Voluntary bankruptcy is dishonourable

Elijah Lineberry's picture
Submitted by Elijah Lineberry on Sat, 2007-11-10 20:12

In a few weeks time a new Bankruptcy law comes into effect.

Part of which is a provision for people with no assets to wipe the slate clean by voluntarily declaring bankruptcy and being discharged after 1 year.

I consider this to be an act of dishonour on the part of borrowers, and yet another example of people being able to opt out of responsibilities if it suits them.

Honourable people should pay what they owe, however long it takes and whatever challenges are required to achieve this end, rather than taking a soft option and leaving others to endure a financial loss for their mistakes in life.

I have always found it incomprehensible as to why anyone would borrow money to purchase consumer goods, or indeed, anything at all which does not generate an income to service the interest payments, and those who do go down this foolish path should be made to pay.

Needless to say most of the people using these new provisions will be poor, and another reason why I have total contempt for that demographic, and I will be interested to see how many thousands of dishonourable working class people rush to sign up.


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Rick Giles's picture

If you'll confine yourself to that judgement I'll leave it be.

I

Elijah Lineberry's picture

know what you are saying about people borrowing to purchase things they cannot afford just for the sake of it...and, if chaps want to be that foolish (in terms of fees and interest payments), so be it.

What I was critical of are those who will declare bankruptcy when the consumption party is over.

Ummmm...Rick Shocked the "lower quartile of wealth holders" [sic] is a demographic.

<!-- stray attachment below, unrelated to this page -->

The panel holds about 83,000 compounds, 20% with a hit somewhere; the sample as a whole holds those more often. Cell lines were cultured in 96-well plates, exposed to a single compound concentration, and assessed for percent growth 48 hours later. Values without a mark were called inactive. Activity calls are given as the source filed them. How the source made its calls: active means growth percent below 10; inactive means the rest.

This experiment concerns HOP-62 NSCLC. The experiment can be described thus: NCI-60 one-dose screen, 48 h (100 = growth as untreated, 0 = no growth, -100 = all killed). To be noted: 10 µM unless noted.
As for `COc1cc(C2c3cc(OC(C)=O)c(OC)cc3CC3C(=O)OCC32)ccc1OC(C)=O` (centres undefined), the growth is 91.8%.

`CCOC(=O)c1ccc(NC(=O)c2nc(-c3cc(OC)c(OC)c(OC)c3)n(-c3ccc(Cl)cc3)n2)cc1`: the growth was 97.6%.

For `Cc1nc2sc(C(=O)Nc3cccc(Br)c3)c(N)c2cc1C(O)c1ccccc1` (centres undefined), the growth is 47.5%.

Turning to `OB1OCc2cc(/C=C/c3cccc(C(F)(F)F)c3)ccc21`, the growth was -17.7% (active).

Hate the poor

Rick Giles's picture

I have always found it incomprehensible as to why anyone would borrow money to purchase consumer goods, or indeed, anything at all which does not generate an income to service the interest payments,

I can help you there.
Even from ancient times the likes of Julius Ceaser borrowed themselves to bits to pay for games and wine and food because this would put them in contention for power.
And even the most regular suburbanite slob is under pressure to 'keep up with the Jone's' next door. For the sake of status, contradictory self-esteam and happiness, and access to a higher playing field we put ourselves in to debt. In times of cheep credit as these, we compete with one another to borrow.

Strange as it may seem, buying a new car or TV or new suit you cannot afford is comprehensible. But only within the framework of the conspcious consumption of our messed up culture.

Needless to say most of the people using these new provisions will be poor, and another reason why I have total contempt for that demographic

I hardly think being poor is an ethical indictment. Productivity and reason are factors in the moral life but I think wealth is only a variable. Besides, "the poor" is just the name for the lower quartile of wealth-holders, not a demographic. What sense does it do to have contempt for a statistical construct? You may as well hate pi.

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